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The blood–brain and the blood–cerebrospinal fluid barriers: function and dysfunction

Abstract

The central nervous system (CNS) is tightly sealed from the changeable milieu of blood by the blood–brain barrier (BBB) and the blood–cerebrospinal fluid (CSF) barrier (BCSFB). While the BBB is considered to be localized at the level of the endothelial cells within CNS microvessels, the BCSFB is established by choroid plexus epithelial cells. The BBB inhibits the free paracellular diffusion of water-soluble molecules by an elaborate network of complex tight junctions (TJs) that interconnects the endothelial cells. Combined with the absence of fenestrae and an extremely low pinocytotic activity, which inhibit transcellular passage of molecules across the barrier, these morphological peculiarities establish the physical permeability barrier of the BBB. In addition, a functional BBB is manifested by a number of permanently active transport mechanisms, specifically expressed by brain capillary endothelial cells that ensure the transport of nutrients into the CNS and exclusion of blood-borne molecules that could be detrimental to the milieu required for neural transmission. Finally, while the endothelial cells constitute the physical and metabolic barrier per se, interactions with adjacent cellular and acellular layers are prerequisites for barrier function. The fully differentiated BBB consists of a complex system comprising the highly specialized endothelial cells and their underlying basement membrane in which a large number of pericytes are embedded, perivascular antigen-presenting cells, and an ensheathment of astrocytic endfeet and associated parenchymal basement membrane. Endothelial cell morphology, biochemistry, and function thus make these brain microvascular endothelial cells unique and distinguishable from all other endothelial cells in the body. Similar to the endothelial barrier, the morphological correlate of the BCSFB is found at the level of unique apical tight junctions between the choroid plexus epithelial cells inhibiting paracellular diffusion of water-soluble molecules across this barrier. Besides its barrier function, choroid plexus epithelial cells have a secretory function and produce the CSF. The barrier and secretory function of the choroid plexus epithelial cells are maintained by the expression of numerous transport systems allowing the directed transport of ions and nutrients into the CSF and the removal of toxic agents out of the CSF. In the event of CNS pathology, barrier characteristics of the blood–CNS barriers are altered, leading to edema formation and recruitment of inflammatory cells into the CNS. In this review we will describe current knowledge on the cellular and molecular basis of the functional and dysfunctional blood–CNS barriers with focus on CNS autoimmune inflammation.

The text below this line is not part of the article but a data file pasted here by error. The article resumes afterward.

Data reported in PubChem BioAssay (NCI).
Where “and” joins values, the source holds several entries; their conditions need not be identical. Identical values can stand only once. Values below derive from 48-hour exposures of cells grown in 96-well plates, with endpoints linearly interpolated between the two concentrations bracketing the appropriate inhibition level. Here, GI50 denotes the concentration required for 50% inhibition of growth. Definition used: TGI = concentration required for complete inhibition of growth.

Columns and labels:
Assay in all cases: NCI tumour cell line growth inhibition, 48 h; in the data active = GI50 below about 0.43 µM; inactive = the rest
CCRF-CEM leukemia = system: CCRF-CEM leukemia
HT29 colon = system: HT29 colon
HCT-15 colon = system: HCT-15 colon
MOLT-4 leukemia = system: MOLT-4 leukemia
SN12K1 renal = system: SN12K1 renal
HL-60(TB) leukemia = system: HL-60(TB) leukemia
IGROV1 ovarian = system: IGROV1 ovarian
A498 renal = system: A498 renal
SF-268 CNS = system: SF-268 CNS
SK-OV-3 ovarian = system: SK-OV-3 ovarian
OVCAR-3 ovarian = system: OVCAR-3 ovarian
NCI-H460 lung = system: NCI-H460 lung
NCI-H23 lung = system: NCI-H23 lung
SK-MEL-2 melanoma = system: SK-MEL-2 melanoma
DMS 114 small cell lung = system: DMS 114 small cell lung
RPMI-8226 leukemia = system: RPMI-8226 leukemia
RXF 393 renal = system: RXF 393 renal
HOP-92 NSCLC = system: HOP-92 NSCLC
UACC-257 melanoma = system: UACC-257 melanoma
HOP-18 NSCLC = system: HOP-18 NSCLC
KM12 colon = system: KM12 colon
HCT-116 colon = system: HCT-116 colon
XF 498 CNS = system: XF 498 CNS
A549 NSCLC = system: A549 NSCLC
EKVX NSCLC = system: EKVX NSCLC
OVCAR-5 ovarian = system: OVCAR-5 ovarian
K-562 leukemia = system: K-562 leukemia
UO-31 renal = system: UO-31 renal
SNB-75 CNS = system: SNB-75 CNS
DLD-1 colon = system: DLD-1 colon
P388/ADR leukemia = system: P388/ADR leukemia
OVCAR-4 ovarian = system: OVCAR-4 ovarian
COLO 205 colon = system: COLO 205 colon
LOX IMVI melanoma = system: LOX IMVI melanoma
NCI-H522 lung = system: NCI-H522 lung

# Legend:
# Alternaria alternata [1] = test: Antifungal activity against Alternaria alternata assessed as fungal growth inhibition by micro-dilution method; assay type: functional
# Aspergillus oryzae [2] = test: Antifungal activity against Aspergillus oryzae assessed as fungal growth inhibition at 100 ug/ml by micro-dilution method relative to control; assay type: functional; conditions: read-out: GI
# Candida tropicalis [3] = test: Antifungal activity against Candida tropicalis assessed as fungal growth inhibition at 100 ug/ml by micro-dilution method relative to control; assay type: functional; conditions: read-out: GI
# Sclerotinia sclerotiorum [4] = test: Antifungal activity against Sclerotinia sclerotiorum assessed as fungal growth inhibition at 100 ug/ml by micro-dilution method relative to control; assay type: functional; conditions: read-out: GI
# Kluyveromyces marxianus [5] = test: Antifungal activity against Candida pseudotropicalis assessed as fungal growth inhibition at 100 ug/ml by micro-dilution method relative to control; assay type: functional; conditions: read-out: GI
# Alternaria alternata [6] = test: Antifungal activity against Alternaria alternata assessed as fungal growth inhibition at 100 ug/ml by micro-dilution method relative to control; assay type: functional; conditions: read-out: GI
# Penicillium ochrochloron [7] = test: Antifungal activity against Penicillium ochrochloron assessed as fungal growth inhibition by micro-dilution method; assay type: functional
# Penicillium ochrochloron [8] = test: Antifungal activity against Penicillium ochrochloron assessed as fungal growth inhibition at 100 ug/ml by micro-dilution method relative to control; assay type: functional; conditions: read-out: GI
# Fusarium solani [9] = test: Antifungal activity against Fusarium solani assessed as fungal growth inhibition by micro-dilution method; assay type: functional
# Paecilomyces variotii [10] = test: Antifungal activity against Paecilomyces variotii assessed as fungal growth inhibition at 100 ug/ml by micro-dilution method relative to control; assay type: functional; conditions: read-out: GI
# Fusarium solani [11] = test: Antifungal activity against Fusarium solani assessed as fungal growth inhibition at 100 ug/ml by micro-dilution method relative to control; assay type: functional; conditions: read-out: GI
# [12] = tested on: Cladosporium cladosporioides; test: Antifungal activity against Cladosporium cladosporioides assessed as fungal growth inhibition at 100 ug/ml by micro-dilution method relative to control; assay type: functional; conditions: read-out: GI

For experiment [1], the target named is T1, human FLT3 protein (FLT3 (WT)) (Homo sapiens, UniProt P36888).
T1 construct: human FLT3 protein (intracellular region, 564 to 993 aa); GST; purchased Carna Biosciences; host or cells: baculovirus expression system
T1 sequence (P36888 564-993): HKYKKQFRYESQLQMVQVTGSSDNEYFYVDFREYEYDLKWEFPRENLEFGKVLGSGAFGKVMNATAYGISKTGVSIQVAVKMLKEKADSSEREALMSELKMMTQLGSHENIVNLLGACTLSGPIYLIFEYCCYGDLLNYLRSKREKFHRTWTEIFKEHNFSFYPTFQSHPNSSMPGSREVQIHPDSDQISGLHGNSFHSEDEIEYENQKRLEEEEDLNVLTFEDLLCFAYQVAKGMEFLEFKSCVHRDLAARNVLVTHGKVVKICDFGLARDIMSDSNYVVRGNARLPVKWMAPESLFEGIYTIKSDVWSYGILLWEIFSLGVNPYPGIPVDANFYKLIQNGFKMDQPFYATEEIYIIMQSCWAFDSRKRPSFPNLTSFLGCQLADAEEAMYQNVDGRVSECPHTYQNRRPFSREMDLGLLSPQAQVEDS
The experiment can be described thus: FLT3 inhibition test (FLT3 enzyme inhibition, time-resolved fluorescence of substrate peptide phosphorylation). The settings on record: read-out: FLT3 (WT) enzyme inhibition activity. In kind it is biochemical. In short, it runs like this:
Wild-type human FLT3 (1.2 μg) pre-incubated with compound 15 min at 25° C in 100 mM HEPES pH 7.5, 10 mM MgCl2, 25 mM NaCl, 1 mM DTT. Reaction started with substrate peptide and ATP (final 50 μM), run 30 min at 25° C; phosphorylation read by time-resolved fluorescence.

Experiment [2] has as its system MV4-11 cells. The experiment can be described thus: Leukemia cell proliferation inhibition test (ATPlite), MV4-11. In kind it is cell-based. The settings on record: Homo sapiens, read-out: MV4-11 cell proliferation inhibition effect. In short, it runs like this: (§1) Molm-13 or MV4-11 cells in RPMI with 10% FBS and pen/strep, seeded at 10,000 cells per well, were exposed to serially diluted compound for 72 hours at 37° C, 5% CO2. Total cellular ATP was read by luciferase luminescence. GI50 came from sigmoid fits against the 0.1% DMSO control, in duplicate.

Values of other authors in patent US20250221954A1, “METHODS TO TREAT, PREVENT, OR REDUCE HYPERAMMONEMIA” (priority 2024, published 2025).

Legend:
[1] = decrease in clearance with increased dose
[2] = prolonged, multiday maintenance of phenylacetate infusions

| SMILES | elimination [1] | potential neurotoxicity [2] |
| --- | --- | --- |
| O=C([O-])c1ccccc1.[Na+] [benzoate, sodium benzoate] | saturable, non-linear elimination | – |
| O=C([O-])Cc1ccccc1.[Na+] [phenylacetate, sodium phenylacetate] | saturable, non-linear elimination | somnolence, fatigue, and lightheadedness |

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Correspondence to Britta Engelhardt or Lydia Sorokin.

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Engelhardt, B., Sorokin, L. The blood–brain and the blood–cerebrospinal fluid barriers: function and dysfunction. Semin Immunopathol 31, 497–511 (2009). https://doi.org/10.1007/s00281-009-0177-0

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Keywords

  • Blood–brain barrier
  • Blood–cerebrospinal fluid barrier
  • Extracellular matrix
  • Basement membrane
  • Choroid plexus
  • Experimental autoimmune encephalomyelitis